March 27, 2013

Trucking Grain North to Amazon River Still not Reality in Brazil

Author: Michael Cordonnier/Soybean & Corn Advisor, Inc.

With all the congestion and delays at the ports in southern Brazil, one promised alternative for grain producers in central Mato Grosso is to transport the grain north to export facilities on the Amazon River. That has been the dream for more than 30 years as farmers wait for the completion of highway BR-163 from Cuiaba, which is the capital of Mato Grosso, to Santarem, a port city on the Amazon River.

From Cuiaba northward to the state line dividing Mato Grosso and the state of Para, BR-163 consists of 745 kilometers of two lane road intensely traveled by grain trucks and filled with axil-breaking potholes. From the state line to the Amazon River, there is another 1,094 kilometers. Sections of the highway in the state of Para are complete, but there are also approximately 600 kilometers where very little has been accomplished. These sections can be traitorously muddy in the rainy season and dust choked in the dry season. Completion of the highway is years behind schedule and the latest estimate is that it may be complete by the end of 2013, but that date may be pushed back as well.

Work on the highway started thirty years ago through central Mato Grosso. The region is part of the Mato Grosso Plateau, a generally flat and grassy savanna that stretches across central Brazil. The land was easily cleared and converted into millions of acres of soybean and corn production. The region now has numerous cities, spacious farms, and the accompanying grain elevators and processing industries.

Producers in Mato Grosso have invested heavily in new technologies that have doubled grain production in recent years, but the transportation system is the same as it was years ago when production was much less. During the 2011/12 growing season, the central and northern part of Mato Grosso produced 52% of the corn and soybeans produced in all of Brazil. The area produced more than 68 million tons of grain, which should have been a cause for celebration instead of a source of worry as to how to transport the grain to end users.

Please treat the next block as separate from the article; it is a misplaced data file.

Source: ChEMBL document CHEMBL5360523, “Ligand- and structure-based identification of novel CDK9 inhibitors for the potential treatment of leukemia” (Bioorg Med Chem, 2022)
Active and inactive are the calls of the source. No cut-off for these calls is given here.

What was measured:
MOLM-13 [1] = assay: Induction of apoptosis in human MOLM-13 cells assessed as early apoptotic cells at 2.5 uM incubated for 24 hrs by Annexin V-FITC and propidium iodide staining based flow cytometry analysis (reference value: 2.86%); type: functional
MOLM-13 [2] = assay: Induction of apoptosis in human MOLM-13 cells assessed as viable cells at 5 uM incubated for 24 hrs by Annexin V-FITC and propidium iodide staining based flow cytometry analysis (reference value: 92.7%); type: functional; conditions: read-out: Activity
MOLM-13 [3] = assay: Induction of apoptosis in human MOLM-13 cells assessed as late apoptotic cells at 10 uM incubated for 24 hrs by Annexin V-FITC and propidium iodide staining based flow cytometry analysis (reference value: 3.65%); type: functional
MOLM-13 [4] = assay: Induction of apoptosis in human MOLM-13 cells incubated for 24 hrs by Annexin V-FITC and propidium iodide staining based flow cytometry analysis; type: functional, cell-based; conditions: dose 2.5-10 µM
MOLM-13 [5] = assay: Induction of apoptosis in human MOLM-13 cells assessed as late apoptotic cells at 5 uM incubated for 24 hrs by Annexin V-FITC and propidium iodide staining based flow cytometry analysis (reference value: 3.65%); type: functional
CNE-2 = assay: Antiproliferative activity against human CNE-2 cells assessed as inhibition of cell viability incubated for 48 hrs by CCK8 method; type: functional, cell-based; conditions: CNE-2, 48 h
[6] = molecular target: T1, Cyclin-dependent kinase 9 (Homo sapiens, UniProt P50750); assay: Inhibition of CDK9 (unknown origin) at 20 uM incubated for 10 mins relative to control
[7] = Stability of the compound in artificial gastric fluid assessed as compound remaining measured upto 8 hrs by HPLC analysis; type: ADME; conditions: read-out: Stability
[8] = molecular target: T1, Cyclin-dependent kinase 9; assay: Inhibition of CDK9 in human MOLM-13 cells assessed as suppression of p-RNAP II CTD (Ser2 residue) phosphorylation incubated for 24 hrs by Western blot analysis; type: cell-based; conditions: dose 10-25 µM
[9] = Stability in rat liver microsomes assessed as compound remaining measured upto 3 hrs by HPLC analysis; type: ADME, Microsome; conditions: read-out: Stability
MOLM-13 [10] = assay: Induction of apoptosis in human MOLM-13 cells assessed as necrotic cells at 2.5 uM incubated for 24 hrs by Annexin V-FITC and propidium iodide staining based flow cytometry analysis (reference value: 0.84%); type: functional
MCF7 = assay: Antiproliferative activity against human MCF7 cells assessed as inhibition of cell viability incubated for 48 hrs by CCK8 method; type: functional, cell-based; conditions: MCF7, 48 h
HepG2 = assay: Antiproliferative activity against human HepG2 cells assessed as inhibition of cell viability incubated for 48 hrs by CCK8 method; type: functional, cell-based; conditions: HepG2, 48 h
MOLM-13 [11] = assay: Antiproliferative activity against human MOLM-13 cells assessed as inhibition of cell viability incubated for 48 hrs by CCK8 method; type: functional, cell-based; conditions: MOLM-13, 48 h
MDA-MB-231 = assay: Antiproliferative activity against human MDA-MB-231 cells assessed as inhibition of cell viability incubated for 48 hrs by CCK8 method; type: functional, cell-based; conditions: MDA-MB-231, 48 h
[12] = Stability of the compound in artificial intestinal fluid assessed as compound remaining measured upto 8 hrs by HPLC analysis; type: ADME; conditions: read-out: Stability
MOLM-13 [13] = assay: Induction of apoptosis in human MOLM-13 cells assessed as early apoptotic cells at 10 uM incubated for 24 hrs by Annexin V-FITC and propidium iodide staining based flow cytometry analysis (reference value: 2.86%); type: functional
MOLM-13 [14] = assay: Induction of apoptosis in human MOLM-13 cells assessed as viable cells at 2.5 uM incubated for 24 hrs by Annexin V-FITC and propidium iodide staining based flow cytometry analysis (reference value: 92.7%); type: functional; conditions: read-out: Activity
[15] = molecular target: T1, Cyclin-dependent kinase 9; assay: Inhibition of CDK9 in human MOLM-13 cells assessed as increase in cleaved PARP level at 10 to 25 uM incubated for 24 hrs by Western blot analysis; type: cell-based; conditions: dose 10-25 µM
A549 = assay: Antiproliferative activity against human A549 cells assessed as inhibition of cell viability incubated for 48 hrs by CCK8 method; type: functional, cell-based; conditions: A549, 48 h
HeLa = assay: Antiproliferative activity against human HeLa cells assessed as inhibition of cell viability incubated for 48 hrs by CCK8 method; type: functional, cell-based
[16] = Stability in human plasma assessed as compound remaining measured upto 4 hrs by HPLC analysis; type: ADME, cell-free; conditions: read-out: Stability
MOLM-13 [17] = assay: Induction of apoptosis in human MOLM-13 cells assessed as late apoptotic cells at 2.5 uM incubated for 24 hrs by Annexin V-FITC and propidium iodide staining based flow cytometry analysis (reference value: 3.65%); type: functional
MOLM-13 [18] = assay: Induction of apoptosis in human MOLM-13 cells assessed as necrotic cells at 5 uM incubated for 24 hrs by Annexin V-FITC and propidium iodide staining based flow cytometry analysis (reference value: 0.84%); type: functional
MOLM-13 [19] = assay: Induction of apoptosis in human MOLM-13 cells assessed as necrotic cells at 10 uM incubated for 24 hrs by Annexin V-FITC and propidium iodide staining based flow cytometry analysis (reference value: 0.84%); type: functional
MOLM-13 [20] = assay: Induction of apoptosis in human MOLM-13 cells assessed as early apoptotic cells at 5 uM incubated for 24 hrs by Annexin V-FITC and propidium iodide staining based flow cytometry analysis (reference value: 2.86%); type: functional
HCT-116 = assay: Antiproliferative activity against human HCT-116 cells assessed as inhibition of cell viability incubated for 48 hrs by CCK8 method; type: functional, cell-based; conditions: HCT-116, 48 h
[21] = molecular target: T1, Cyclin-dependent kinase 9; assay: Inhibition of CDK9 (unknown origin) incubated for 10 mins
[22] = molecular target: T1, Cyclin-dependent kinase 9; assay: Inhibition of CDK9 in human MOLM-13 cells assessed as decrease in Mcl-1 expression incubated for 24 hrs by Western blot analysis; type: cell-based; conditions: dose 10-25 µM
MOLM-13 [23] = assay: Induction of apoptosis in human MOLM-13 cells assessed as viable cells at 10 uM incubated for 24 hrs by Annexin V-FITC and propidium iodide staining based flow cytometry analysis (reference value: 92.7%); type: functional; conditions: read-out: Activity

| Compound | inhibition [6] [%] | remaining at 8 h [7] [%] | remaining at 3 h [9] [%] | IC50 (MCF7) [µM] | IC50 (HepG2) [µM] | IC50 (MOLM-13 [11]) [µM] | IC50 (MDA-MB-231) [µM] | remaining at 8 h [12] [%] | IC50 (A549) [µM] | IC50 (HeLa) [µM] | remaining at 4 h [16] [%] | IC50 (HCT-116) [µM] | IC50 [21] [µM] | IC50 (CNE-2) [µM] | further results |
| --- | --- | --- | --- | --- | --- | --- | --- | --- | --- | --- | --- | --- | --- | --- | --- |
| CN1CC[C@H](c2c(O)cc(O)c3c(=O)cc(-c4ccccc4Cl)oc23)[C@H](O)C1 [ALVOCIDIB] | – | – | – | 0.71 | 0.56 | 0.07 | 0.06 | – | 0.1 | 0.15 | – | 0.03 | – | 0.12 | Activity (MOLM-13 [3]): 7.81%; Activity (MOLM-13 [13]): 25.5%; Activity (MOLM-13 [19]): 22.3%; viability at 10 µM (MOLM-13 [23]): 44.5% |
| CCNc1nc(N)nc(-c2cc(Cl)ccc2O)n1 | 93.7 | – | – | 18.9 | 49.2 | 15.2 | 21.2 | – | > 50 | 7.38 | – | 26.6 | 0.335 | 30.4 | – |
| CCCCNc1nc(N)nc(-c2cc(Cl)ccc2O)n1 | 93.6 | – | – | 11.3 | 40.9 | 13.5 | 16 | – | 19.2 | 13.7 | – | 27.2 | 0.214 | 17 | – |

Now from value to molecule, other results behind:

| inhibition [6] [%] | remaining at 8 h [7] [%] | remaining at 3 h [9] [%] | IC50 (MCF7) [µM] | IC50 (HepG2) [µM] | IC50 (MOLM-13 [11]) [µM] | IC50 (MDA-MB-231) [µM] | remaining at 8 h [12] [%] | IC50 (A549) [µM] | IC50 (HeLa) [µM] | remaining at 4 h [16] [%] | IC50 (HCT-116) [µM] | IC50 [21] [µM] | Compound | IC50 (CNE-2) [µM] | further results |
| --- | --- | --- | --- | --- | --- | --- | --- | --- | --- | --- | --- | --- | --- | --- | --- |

According to the Pro-Logistics Movement, which represents industries in Mato Grosso, the lack of alternative export routes has driven up the cost of transporting grain out of the region. The cost to move each ton of soybeans or corn to export facilities in southern Brazil is 425% more expensive than in Argentina and 370% more expensive than in the United States.

Once BR-163 is completed to the Amazon River, it could reduce transportation cost by 34% and save producers in the state R$ 1.4 billion. If a vessel left out of a northern Brazilian port, the sailing time to Rotterdam would be 3-5 days less compared to leaving from the Port of Santos in southeastern Brazil, resulting in even more savings.

Completion of the highway will not solve Brazil's logistical problems, but it could help take some of the pressure off of the overburdened highways leading to the congested ports in southern Brazil. Export facilities along the Amazon River will also need to be expanded as quickly as possible in order to handle the millions of tons of soybeans and corn expected once the highway is completed.